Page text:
A Religious Conundrum – Is ‘World Peace’ a Utopian Fantasy?
“..Imagine there’s no countries
It isn’t hard to do
Nothing to kill or die for
And no religion too..”
Writer – Yamuna Matheswaran
During his New Year’s Eve performance at Times Square, popular American musician Cee Lo Green changed the lyrics of John Lennon’s ‘Imagine’, causing it to read – “Nothing to kill or die for, and all religions true” instead. Understandably, it generated widespread controversy. But Cee Lo defended his actions immediately after the incident, tweeting – “Yo I meant no disrespect by changing the lyric guys! I was trying to say a world were [sic] u could believe what u wanted that’s all.”
The controversy aside, is it possible to imagine a world where all religions coexist peacefully? Or is that more implausible than a world with no religion at all?
Recently, while reading a chapter entitled ‘Religion Kills’ from Christopher Hitchens’ book ‘God is not Great: How Religion Poisons Everything’, I wasn’t sure what to make of it. As someone who is aware of the many wars fought, crimes committed and genocides made possible for the sake of religion, I did not find Hitchens’ writings to be particularly offensive. But I am wary of extremist views, of long-winded cynical polemics. My immediate reaction was – “Mr. Hitchens, please tell me something I don’t know”. After all, even if the world acknowledges the brutal acts brought forth in the name of religious justice, what are we to do about it? Banishing all the religions of the world is hardly a feasible solution. Besides, who are we to tell a God-fearing man, who in all possibility could be leading a conscientious life, to discard his beliefs?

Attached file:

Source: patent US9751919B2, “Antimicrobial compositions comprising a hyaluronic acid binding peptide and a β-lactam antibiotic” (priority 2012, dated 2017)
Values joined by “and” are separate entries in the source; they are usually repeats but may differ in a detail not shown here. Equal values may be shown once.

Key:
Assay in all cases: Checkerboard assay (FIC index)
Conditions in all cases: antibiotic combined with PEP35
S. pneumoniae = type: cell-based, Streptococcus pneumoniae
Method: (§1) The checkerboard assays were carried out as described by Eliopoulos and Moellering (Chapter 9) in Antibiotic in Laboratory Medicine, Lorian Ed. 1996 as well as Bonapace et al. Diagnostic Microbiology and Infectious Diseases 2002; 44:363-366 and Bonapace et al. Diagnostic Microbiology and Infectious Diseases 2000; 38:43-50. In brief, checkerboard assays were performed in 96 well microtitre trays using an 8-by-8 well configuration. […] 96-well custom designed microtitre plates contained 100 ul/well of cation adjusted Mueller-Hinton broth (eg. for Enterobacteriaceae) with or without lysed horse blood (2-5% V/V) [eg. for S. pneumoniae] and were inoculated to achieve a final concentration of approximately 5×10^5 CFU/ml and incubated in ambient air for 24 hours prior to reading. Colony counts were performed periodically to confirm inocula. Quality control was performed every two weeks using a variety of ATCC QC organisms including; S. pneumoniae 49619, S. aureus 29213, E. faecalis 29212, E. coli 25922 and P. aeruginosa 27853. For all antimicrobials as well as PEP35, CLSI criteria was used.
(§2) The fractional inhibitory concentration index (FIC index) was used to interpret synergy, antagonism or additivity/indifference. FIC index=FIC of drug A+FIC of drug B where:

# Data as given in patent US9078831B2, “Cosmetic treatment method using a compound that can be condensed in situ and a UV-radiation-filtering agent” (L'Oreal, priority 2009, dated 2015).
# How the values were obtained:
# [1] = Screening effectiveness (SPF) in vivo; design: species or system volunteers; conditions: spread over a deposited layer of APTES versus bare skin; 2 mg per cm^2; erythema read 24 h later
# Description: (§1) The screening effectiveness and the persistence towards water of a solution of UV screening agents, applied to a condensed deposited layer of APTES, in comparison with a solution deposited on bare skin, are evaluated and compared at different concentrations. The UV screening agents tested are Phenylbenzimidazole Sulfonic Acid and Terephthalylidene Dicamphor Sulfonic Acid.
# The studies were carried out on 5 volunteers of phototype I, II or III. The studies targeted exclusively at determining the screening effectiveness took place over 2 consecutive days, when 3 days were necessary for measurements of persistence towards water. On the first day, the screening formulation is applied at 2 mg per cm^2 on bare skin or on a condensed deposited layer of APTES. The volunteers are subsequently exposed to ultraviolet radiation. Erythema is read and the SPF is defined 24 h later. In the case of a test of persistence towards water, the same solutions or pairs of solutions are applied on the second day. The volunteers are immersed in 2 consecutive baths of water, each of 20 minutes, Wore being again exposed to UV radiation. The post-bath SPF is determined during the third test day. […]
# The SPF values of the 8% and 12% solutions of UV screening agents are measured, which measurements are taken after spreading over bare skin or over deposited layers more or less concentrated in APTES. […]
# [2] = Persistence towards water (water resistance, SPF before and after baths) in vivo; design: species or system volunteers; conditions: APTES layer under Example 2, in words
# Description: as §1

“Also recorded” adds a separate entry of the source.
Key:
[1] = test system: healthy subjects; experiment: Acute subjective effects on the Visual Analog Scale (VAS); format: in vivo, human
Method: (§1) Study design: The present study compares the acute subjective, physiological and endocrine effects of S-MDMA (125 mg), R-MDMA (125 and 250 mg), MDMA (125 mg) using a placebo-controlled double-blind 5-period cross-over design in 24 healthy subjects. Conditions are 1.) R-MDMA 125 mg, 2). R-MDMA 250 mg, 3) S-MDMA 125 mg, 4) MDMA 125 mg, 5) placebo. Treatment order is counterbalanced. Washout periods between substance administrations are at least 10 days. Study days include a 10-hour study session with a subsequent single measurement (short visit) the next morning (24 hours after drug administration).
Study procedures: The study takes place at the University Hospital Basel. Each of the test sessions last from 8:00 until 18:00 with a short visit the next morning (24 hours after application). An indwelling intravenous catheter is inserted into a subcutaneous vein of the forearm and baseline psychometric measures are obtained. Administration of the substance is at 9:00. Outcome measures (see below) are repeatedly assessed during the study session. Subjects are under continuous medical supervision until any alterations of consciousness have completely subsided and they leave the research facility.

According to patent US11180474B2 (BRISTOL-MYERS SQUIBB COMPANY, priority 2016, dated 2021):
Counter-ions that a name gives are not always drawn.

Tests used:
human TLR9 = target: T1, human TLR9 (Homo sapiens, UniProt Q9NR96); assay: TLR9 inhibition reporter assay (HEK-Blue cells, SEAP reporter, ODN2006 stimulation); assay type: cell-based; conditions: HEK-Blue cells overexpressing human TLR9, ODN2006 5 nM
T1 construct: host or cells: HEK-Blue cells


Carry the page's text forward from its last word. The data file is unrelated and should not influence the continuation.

Having said that, I will admit that Hitchens did get me thinking, and I suppose that is the true goal of any polemicist. And now I will proceed to write one of my own. Why is it that religion tends to dub our most natural tendencies – sex, homosexuality – as sinful? Why is divorce, and the consumption of certain foods, an issue with some religious groups? Why does religion serve to play such a restrictive role in the lives of human beings? Or has the true essence of any religion simply been contorted over time by irrational traditions and rituals?
It can be said that death and destruction are also caused by reasons other than religion, reasons such as political aspirations, power politics, personal vendettas, unreasonable prejudices, historical conditioning etc. Why must religion be made the scapegoat? All of this reasoning eventually leads me to one question: do human beings have an innate desire and tendency to form groups at every level – individual, community, national, and transnational? Are we incapable of existing outside of these groups? And do we gain solace from practicing exclusionism? After all, where there are groups, there is bound to be conflict. If this is true, then is “world peace” merely a utopian fantasy?